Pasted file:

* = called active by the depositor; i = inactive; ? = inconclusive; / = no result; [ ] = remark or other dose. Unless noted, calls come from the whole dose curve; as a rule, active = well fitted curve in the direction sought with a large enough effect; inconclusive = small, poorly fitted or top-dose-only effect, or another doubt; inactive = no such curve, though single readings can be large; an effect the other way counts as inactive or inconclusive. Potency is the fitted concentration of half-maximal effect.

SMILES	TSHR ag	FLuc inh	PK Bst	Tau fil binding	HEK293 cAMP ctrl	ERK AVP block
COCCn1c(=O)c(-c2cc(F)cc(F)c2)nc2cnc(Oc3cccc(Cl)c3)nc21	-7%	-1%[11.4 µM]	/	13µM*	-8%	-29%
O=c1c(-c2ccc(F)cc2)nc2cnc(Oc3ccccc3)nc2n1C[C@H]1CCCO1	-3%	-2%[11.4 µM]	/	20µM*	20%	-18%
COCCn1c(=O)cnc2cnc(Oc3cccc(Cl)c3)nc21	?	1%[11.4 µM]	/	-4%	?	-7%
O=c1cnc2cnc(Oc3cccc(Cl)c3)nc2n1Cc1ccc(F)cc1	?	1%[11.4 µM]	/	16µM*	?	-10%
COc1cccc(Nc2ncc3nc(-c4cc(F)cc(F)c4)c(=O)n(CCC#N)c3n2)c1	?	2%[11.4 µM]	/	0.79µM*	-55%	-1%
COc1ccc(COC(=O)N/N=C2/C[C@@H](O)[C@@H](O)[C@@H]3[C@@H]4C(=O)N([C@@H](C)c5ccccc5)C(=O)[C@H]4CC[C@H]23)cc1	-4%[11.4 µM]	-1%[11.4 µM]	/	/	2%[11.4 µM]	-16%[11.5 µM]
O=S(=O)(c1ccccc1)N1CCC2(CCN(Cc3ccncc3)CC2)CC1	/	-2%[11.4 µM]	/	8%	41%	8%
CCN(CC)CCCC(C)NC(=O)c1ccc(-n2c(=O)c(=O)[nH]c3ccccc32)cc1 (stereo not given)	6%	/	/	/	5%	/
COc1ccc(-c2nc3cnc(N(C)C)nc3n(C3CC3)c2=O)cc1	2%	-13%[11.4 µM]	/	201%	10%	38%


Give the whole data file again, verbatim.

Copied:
* = called active by the depositor; i = inactive; ? = inconclusive; / = no result; [ ] = remark or other dose. Unless noted, calls come from the whole dose curve; as a rule, active = well fitted curve in the direction sought with a large enough effect; inconclusive = small, poorly fitted or top-dose-only effect, or another doubt; inactive = no such curve, though single readings can be large; an effect the other way counts as inactive or inconclusive. Potency is the fitted concentration of half-maximal effect.

SMILES	TSHR ag	FLuc inh	PK Bst	Tau fil binding	HEK293 cAMP ctrl	ERK AVP block
COCCn1c(=O)c(-c2cc(F)cc(F)c2)nc2cnc(Oc3cccc(Cl)c3)nc21	-7%	-1%[11.4 µM]	/	13µM*	-8%	-29%
O=c1c(-c2ccc(F)cc2)nc2cnc(Oc3ccccc3)nc2n1C[C@H]1CCCO1	-3%	-2%[11.4 µM]	/	20µM*	20%	-18%
COCCn1c(=O)cnc2cnc(Oc3cccc(Cl)c3)nc21	?	1%[11.4 µM]	/	-4%	?	-7%
O=c1cnc2cnc(Oc3cccc(Cl)c3)nc2n1Cc1ccc(F)cc1	?	1%[11.4 µM]	/	16µM*	?	-10%
COc1cccc(Nc2ncc3nc(-c4cc(F)cc(F)c4)c(=O)n(CCC#N)c3n2)c1	?	2%[11.4 µM]	/	0.79µM*	-55%	-1%
COc1ccc(COC(=O)N/N=C2/C[C@@H](O)[C@@H](O)[C@@H]3[C@@H]4C(=O)N([C@@H](C)c5ccccc5)C(=O)[C@H]4CC[C@H]23)cc1	-4%[11.4 µM]	-1%[11.4 µM]	/	/	2%[11.4 µM]	-16%[11.5 µM]
O=S(=O)(c1ccccc1)N1CCC2(CCN(Cc3ccncc3)CC2)CC1	/	-2%[11.4 µM]	/	8%	41%	8%
CCN(CC)CCCC(C)NC(=O)c1ccc(-n2c(=O)c(=O)[nH]c3ccccc32)cc1 (stereo not given)	6%	/	/	/	5%	/
COc1ccc(-c2nc3cnc(N(C)C)nc3n(C3CC3)c2=O)cc1	2%	-13%[11.4 µM]	/	201%	10%	38%